If someone has their feet planted on the ground facing you, it is a positive sign (they´re engaged in the conversation). If their feet are pointed towards the door, they might want to end the negotiation and leave. Bouncy feet and legs can either show excitement or anxiety, so look for other signs to see if you are on the right track or you have to redirect your presentation.

3. Touch and use of Space

Although handshakes, hugs, and touching your client’s forearm are a great channel to transmit emotions to your clients, we now have to be careful. Due to sanitary measures, in most business environments handshakes or any form of touching will be substituted by a simple bow or putting your hand across your heart.

Another way of substituting handshakes or hugs (for example on video Calls) is by holding both hands together in a handshake motion, or crossing your arms (as if you were hugging yourself). This is another way of transmitting the same feeling even if you´re selling long distance.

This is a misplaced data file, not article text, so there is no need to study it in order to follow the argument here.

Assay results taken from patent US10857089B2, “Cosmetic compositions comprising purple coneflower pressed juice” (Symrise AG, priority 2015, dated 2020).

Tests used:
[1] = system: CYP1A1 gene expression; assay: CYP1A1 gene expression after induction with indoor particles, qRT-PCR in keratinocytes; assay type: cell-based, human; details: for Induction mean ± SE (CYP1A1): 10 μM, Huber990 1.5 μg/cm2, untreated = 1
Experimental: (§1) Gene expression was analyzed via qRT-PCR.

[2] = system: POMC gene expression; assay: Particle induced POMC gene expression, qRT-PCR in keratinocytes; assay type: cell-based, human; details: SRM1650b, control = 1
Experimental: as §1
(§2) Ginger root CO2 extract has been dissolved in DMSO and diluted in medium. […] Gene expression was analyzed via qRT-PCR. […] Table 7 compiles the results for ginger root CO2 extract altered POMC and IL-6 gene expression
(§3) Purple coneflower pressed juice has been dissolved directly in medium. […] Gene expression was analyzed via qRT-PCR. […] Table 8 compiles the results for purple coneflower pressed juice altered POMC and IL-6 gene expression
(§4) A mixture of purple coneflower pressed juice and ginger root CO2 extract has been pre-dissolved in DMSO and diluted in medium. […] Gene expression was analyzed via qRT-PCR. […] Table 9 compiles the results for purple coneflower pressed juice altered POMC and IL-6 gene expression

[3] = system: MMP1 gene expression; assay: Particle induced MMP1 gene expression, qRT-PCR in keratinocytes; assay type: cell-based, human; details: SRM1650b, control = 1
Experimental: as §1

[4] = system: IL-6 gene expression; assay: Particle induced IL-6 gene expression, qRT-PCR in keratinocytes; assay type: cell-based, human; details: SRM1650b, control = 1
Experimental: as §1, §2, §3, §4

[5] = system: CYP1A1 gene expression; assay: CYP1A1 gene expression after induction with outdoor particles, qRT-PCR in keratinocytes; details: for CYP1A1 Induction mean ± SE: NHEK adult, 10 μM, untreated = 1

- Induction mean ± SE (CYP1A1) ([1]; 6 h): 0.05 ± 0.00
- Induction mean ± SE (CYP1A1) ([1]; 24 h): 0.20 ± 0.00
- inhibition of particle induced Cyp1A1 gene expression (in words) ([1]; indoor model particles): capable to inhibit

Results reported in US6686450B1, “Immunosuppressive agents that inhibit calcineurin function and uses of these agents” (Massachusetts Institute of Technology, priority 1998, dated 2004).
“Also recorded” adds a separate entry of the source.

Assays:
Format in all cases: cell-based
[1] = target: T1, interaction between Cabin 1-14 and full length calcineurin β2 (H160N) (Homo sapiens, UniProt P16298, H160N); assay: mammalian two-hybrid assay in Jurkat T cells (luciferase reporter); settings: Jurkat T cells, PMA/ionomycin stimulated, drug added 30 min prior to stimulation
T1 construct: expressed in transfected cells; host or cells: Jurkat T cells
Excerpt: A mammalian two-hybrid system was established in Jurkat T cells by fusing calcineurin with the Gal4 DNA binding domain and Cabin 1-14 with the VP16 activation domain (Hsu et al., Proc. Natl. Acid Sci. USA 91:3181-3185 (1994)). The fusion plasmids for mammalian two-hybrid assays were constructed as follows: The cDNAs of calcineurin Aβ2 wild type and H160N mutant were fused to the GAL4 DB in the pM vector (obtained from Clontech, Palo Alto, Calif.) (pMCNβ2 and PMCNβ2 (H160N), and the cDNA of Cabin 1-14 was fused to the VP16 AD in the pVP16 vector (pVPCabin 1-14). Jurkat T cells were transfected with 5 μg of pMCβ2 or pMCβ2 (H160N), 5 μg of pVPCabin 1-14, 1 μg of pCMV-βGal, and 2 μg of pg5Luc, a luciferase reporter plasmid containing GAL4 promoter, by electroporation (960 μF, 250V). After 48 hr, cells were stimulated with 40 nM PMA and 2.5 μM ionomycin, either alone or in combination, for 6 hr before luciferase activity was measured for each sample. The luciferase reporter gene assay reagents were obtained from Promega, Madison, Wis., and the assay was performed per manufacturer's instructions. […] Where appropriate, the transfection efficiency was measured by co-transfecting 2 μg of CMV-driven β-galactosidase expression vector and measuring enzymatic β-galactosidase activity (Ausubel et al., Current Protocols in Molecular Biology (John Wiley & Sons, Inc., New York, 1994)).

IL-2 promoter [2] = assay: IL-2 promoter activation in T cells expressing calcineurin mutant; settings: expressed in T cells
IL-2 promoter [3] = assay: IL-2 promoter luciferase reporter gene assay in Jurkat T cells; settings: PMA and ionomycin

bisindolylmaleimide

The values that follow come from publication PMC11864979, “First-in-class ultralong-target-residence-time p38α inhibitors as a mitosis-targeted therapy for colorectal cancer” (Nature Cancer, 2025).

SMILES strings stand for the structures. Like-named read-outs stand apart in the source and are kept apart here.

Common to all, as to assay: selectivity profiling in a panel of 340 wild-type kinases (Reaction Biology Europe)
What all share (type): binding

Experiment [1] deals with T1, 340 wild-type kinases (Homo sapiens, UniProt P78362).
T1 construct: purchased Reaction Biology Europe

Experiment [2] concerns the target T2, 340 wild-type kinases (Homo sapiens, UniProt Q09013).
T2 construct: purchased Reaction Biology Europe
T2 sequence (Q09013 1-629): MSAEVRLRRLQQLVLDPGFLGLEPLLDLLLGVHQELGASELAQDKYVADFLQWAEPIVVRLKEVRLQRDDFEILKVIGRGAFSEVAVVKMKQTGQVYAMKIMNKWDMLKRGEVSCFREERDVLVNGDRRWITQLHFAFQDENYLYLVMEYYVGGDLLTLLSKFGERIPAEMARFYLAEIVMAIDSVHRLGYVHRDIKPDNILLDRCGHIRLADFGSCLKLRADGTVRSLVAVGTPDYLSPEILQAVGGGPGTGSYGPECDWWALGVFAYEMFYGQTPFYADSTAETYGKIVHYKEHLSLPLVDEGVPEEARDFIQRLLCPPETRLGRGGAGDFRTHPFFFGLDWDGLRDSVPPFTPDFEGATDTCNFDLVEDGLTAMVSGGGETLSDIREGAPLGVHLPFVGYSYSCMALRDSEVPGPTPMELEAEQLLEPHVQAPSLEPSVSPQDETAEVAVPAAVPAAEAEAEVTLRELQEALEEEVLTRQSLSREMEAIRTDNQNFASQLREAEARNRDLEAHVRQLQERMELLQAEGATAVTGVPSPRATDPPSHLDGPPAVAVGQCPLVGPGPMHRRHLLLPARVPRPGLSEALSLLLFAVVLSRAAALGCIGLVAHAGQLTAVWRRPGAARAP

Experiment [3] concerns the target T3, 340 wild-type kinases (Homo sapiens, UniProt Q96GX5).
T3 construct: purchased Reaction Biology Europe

If you are required to shake your client’s hand, keep in mind that depending on how you do it may help or harm the negotiation process. Handshakes will be an important part of the first impression you create.

Some clients will try to give shake your hand squeezing as hard as they can, trying to demonstrate superiority and power. They also do it because they feel that they have to show strength to avoid being bullied into buying. Others will have a soft handshake signaling calmness or submission, while others will give you the “limp fish” handshake which means that they probably are uncomfortable to be in a sales situation and want out.

No matter how they shake your hand, immediately adjust yours to match. If you shake their hand too hard, you will come across as domineering, and if your handshake is too weak, you will be perceived as lacking self-confidence. There is no need to extend the handshake time or hold their hand with both hands, as some people will find such a handshake from a stranger insincere.